Still Alive!
Cover Image for Keith Morris

Keith Morris

Huw Baines

Keith Morris is annoyed with himself. It’s just after nine on a Monday morning in Los Angeles and he is still in bed, having missed an email confirming our interview. “I'm seven minutes late,” he grumbles. “Normally, I'll be the first guy to the party.”

That isn’t an idle choice of words. Morris, the founding vocalist of both Black Flag and Circle Jerks, two of the most important bands in American punk history, has been sober for decades, but his younger self went hard every chance he got. Take, for example, the Black Flag’s first show at a real venue.

It was a Saturday night early in 1979 and the band, led by guitarist and songwriter Greg Ginn, booked the Moose Lodge in Redondo Beach. By load-in, Morris had cleared a couple six packs. Black Flag’s set of gnarly proto-hardcore was so short they decided to both open and close proceedings, sandwiching performances by local bands the Alley Cats and Rhino 39. That was the plan, anyway.

In reality, Morris got 86’d after the first set for pulling a giant American flag from the wall and throwing it around. The veterans at the Lodge, from the wars in Vietnam and Korea, from World War II, maybe even World War I, didn’t like that at all. Luckily, they also didn’t recognize him when he came back in disguise for the night’s capper, borrowing a flowing wig from bassist Chuck Dukowski’s girlfriend. Some in the crowd of a couple hundred cursed him out for looking like a hippie. He didn’t care.

“If the crowd’s going apeshit, I know something's happening,” Morris says, his voice halfway between surf-bum and attack dog, all long, patient vowels until a sentence’s rat-a-tat-tat payoff. When he was up there, at the Moose Lodge, at punk hideouts like the Masque, at a party in someone’s backyard, at a basement kegger, even during a now infamous family fun day-turned-riot at Polliwog Park in Manhattan Beach, something was guaranteed to happen.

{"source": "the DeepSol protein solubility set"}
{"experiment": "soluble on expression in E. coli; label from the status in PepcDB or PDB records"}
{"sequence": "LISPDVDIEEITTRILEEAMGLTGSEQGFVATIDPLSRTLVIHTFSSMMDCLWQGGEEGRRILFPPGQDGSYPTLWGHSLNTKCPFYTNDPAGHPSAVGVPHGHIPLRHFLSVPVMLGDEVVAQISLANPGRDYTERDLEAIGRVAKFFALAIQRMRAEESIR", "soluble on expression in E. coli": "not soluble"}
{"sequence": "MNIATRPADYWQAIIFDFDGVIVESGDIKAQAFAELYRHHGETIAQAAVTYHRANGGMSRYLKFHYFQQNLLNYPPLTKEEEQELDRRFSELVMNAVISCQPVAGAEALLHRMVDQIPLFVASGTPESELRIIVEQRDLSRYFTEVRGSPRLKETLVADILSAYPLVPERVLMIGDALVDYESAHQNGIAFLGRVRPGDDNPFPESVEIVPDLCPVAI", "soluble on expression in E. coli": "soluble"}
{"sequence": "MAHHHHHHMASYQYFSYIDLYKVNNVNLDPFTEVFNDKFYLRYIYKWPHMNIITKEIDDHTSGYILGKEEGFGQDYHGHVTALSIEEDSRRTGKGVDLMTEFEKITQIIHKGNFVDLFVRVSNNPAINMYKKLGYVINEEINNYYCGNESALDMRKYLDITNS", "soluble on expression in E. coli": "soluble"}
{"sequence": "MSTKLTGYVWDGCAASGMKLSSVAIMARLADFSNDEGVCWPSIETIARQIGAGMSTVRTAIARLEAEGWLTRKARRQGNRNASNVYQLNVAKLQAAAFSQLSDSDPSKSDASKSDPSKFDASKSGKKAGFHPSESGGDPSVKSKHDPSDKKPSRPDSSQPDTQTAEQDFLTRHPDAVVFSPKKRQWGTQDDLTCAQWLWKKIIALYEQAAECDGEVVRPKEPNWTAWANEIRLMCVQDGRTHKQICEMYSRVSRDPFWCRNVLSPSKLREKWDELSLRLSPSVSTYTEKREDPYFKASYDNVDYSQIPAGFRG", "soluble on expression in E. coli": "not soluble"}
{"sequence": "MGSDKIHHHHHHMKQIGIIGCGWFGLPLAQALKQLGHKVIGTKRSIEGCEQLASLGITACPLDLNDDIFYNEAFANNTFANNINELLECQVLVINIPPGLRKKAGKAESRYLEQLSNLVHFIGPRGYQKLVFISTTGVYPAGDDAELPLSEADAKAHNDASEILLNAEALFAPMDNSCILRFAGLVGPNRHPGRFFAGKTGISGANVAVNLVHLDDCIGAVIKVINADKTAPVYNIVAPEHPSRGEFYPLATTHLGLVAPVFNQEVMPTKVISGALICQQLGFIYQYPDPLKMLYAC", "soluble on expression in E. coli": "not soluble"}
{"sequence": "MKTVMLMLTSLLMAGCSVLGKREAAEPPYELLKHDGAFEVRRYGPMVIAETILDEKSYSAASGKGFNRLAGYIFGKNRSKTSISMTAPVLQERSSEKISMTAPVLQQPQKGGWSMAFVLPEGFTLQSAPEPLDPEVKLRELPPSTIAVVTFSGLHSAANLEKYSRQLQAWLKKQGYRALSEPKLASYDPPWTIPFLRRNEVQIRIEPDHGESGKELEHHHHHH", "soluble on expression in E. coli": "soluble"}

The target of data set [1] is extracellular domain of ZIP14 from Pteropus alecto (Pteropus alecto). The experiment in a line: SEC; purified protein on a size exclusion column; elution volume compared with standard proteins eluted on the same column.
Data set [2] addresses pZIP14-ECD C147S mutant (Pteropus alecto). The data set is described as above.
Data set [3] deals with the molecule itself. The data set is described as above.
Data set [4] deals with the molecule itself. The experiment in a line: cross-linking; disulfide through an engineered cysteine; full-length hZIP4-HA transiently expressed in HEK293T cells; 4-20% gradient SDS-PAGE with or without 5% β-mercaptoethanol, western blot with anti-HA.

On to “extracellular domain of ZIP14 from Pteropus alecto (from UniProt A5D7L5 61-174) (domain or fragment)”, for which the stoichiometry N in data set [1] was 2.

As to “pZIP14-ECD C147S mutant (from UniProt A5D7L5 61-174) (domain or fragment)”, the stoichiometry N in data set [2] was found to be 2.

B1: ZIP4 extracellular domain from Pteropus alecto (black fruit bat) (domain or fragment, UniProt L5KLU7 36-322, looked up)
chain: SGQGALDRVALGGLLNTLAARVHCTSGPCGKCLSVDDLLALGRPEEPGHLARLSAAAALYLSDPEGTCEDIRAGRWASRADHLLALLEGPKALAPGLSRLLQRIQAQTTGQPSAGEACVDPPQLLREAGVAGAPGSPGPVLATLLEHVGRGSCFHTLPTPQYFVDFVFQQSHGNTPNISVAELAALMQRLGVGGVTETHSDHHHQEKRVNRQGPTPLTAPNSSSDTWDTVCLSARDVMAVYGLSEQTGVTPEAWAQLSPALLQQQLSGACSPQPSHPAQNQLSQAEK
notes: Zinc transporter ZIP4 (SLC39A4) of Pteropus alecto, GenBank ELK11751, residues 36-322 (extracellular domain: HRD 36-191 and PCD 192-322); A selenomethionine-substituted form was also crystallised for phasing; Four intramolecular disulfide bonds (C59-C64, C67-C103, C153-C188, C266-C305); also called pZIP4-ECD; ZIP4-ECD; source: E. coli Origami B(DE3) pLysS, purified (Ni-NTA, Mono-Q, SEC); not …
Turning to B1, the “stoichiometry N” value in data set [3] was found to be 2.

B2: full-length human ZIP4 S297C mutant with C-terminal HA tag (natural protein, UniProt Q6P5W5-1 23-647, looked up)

That hasn’t really changed. Today, Morris is still playing wild shows and doing weird stuff. Once he gets off this call he’s going to head out for a meeting about a sci-fi movie he’s making with his band OFF!. It ties in with their recent record Free LSD, a convulsive late career masterwork that melds outright fury with instrumental wigouts and lyrics that traverse conspiracy theories, dark-underbelly hippie shit, and the CIA’s plans for mind control through the medium of psychedelics.

Personally, Morris only remembers doing acid twice. One time someone dosed the barbecue sauce at a cookout and he spent the evening watching continents form in the cracked plaster of an apartment ceiling. The other time, his friends got his Coca-Cola during a day out. “It was at an amusement park called Disneyland,” he says. “I had a brilliant time. It was amazing.”

Morris turned 67 in September of 2022. Picture him: dreadlocks, saggy cap, tombstone grin. His performance on Free LSD is powered by the sort of sarcastic, abrasive fire that he was bringing to Black Flag songs almost 50 years ago, perhaps proving that you do not outgrow the particular strain of anger and frustration that fuels his antic stage presence. “That's the foundation, but we're building a house,” he says. “Let's make it a three storey house and paint it chartreuse with black trim.”

When Black Flag first started in Hermosa Beach back in the mid-1970s—initially going by the name Panic, which has often been observed to be a perfect catch-all for their belligerent music—Morris looked like what he was: a Budweiser-chugging, cocaine-fuelled, speed-freak burnout in jeans that didn’t fit. The band, meanwhile, played relentless, aggro songs that lasted two minutes max and drew polarizing responses.

The punks in Los Angeles hated Black Flag. Their scene was about weirdo art, and fashion, and pop culture. It was the Screamers, and the Go-Go’s, and X, and the sardonic, barbed words of Slash magazine. It was frazzled and funny, and gonzo in a way that bands in London and New York could never get a handle on. Black Flag was none of those things. They were suburban, and angry. “There were all of these people walking around who were on their high horse, who were letting everybody know what was cool and what wasn't cool,” he recalls. “I don't need that. I'm quite capable of making up my own mind.”

Morris and his bandmates were real outsiders—kids who’d get the shit kicked out of them by jocks, not stylized, safety-pinned provocateurs. Ginn might have been a truly confrontational guitar player but he was also a straight up nerd, a gangly kid who liked the Grateful Dead and ran a mail order electronics business. “We’ve always traveled our own path, littered with the dead bodies of people who at one time were the punk rock police,” Morris says, with more than a hint of satisfaction at the body count.